Sunday, 12 February 2012

THOUGHT - Designer Collaborations on the High Street


Versace for H&M

High end and high street seem closer together now than they ever have before. Yet this concept of bringing a designer name onto the high street is by no means a new one. Initially designer and High Street collaborations were quite small as stores tested the water. They certainly didn't have the kind of big-budget marketing campaigns we see now with the likes of H&M, but it was soon clear how much potential they had. Customers were buying into the buzz! 

So why do people love these designer collaborations? For those who think that it’s just about adding a name to a label, think again… designers usually have a team that they work with but they lead their in-house team. Each designer works closely throughout the season with design managers and buyers on everything from the development of their brand, ticketing, packaging right through to the finished item being displayed in store. Of course, this varies from brand to brand, but designers by-and-large, don't put their name to something they don't have control over.

With the advances in technology in recent years, awareness of high fashion among the British public has increased dramatically too. Being able to live stream the catwalk show of your favourite designer, as it happens brings designer fashion to the forefront and it only adds to the interest in designer collections. After all, the high street provides an access point and a price tag that most people can afford. London Fashion Week has gained wider respect around the world, and British designer exports such as Matthew Williamson, Preen, Mulberry and relative newcomer Victoria Beckham have only served to shine a spotlight on the UK fashion scene.

With the increase in people shopping and researching online, the immediacy of fashion has also increased. If you want to see what a celebrity wore to a party last night you can find that out with ease, if you want to read what the front row thought of a designer’s fashion show simply follow them on Twitter for their thoughts. I've been sent numerous 'celeb dressing' releases tonight for The BAFTAs and The GRAMMYs, as soon as a celebrity has stepped on to the red carpet, blogs and online media will be sharing the designer they are wearing.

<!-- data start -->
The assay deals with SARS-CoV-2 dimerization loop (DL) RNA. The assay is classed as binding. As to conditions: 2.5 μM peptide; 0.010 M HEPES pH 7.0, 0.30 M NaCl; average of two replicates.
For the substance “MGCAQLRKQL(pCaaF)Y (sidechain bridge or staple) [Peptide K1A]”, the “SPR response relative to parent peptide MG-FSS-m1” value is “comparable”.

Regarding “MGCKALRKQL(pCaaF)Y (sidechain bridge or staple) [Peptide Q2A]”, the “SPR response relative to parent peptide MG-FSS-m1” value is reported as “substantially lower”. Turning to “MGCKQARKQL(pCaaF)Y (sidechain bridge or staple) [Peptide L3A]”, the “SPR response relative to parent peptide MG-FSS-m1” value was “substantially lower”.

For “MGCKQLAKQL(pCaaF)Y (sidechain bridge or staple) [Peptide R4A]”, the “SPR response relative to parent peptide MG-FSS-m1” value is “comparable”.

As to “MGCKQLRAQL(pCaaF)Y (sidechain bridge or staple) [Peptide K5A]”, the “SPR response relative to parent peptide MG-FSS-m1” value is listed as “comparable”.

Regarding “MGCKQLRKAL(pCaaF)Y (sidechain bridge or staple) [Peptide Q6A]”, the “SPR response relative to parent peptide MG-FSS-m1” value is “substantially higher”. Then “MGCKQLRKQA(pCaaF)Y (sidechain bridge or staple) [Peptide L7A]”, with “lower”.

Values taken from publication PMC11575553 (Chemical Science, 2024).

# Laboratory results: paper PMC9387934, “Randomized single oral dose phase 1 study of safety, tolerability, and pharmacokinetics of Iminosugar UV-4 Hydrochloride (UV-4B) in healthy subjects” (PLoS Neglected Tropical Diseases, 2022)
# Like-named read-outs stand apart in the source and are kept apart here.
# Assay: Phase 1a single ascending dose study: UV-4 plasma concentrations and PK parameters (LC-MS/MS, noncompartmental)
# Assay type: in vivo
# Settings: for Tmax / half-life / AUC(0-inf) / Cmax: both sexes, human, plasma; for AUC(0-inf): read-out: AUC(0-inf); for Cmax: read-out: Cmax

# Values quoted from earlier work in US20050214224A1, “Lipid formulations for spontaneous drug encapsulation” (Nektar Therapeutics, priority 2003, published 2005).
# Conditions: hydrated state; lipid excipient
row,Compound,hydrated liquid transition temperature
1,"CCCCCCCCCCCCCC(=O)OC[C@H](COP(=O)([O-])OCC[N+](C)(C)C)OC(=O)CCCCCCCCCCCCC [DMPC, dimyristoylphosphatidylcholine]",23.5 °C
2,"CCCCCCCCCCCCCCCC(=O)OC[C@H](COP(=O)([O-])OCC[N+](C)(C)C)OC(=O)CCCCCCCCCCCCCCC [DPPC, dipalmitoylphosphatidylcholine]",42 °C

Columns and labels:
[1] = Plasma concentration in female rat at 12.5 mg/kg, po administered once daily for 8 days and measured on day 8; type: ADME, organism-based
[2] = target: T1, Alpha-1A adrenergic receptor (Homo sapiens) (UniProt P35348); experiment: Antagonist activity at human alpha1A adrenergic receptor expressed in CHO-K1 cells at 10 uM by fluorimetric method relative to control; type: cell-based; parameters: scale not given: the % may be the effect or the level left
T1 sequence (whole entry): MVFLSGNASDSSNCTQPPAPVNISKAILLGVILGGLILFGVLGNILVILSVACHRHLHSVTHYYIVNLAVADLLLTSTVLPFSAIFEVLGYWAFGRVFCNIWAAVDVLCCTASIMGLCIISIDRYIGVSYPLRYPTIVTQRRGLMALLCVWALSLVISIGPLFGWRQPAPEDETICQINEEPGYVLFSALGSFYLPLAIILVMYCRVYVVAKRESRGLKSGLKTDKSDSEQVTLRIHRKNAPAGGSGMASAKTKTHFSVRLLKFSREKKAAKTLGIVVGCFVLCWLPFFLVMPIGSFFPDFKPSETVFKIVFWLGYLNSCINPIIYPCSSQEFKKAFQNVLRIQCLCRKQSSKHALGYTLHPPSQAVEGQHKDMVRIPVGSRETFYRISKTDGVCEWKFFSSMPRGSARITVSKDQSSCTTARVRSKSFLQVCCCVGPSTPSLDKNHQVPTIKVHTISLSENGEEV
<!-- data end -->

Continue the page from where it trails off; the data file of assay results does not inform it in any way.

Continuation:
GILES SS12 collection
We are getting to know designers better through digital and social media

But still, accessibility is key. When I've talked to customers about the designer collections they particularly love most, they are looking for something that's cut well and comes in a good range of sizes. Women of all sizes can get a high level of design, in shapes and sizes that fit and flatter them. It’s something that makes shopping far more enjoyable – knowing you can get style, fit and design without having to pay a fortune to get it. But if the designs are cheaper but still not accessible I'm not so keen on buying into the hype. A collection that sells out in one day or that you have to queue all night to even get a look at... that's not how it should be done in my opinion.

So how will things change moving forward? It’s difficult to say. There is still a mixture of permanent collaborations and short-term collections on the High Street and some of the designer names now trying this out are huge! The recession has forced all companies to take seriously the careful consumer, the one who has less money to spend but is prepared to pay a little more for great design. One thing has to be said though, no matter your budget you can now find the latest trends and inspired design almost everywhere. The recession has also forced out some of those businesses who just didn't offer the value for money, style or quality that discerning British shoppers have come to expect.

Which designer would you love to see create a high street collection?
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